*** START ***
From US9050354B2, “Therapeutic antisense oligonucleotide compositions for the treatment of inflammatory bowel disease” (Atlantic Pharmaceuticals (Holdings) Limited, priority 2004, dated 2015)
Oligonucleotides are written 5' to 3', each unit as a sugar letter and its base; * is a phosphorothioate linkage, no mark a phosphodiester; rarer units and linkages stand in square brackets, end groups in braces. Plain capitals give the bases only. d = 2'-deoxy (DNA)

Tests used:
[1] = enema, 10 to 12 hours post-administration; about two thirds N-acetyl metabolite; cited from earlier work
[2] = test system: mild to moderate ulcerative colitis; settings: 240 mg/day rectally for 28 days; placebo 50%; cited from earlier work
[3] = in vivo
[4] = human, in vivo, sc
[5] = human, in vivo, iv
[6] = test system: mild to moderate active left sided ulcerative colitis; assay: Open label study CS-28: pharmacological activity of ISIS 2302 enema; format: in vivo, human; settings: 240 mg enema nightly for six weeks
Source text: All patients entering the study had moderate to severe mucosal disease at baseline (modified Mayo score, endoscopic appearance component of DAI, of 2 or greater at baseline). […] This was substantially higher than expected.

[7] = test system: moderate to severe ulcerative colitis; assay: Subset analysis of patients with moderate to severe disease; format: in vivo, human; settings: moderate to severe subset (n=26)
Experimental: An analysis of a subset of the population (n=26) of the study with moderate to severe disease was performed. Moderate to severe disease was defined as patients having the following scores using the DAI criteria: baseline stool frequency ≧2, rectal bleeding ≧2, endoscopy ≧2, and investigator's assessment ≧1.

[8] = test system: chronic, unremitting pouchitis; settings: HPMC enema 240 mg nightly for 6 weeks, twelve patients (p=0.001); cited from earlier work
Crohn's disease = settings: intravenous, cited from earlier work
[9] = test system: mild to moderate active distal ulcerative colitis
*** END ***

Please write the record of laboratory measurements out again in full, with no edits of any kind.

From US9050354B2, “Therapeutic antisense oligonucleotide compositions for the treatment of inflammatory bowel disease” (Atlantic Pharmaceuticals (Holdings) Limited, priority 2004, dated 2015)
Oligonucleotides are written 5' to 3', each unit as a sugar letter and its base; * is a phosphorothioate linkage, no mark a phosphodiester; rarer units and linkages stand in square brackets, end groups in braces. Plain capitals give the bases only. d = 2'-deoxy (DNA)

Tests used:
[1] = enema, 10 to 12 hours post-administration; about two thirds N-acetyl metabolite; cited from earlier work
[2] = test system: mild to moderate ulcerative colitis; settings: 240 mg/day rectally for 28 days; placebo 50%; cited from earlier work
[3] = in vivo
[4] = human, in vivo, sc
[5] = human, in vivo, iv
[6] = test system: mild to moderate active left sided ulcerative colitis; assay: Open label study CS-28: pharmacological activity of ISIS 2302 enema; format: in vivo, human; settings: 240 mg enema nightly for six weeks
Source text: All patients entering the study had moderate to severe mucosal disease at baseline (modified Mayo score, endoscopic appearance component of DAI, of 2 or greater at baseline). […] This was substantially higher than expected.

[7] = test system: moderate to severe ulcerative colitis; assay: Subset analysis of patients with moderate to severe disease; format: in vivo, human; settings: moderate to severe subset (n=26)
Experimental: An analysis of a subset of the population (n=26) of the study with moderate to severe disease was performed. Moderate to severe disease was defined as patients having the following scores using the DAI criteria: baseline stool frequency ≧2, rectal bleeding ≧2, endoscopy ≧2, and investigator's assessment ≧1.

[8] = test system: chronic, unremitting pouchitis; settings: HPMC enema 240 mg nightly for 6 weeks, twelve patients (p=0.001); cited from earlier work
Crohn's disease = settings: intravenous, cited from earlier work
[9] = test system: mild to moderate active distal ulcerative colitis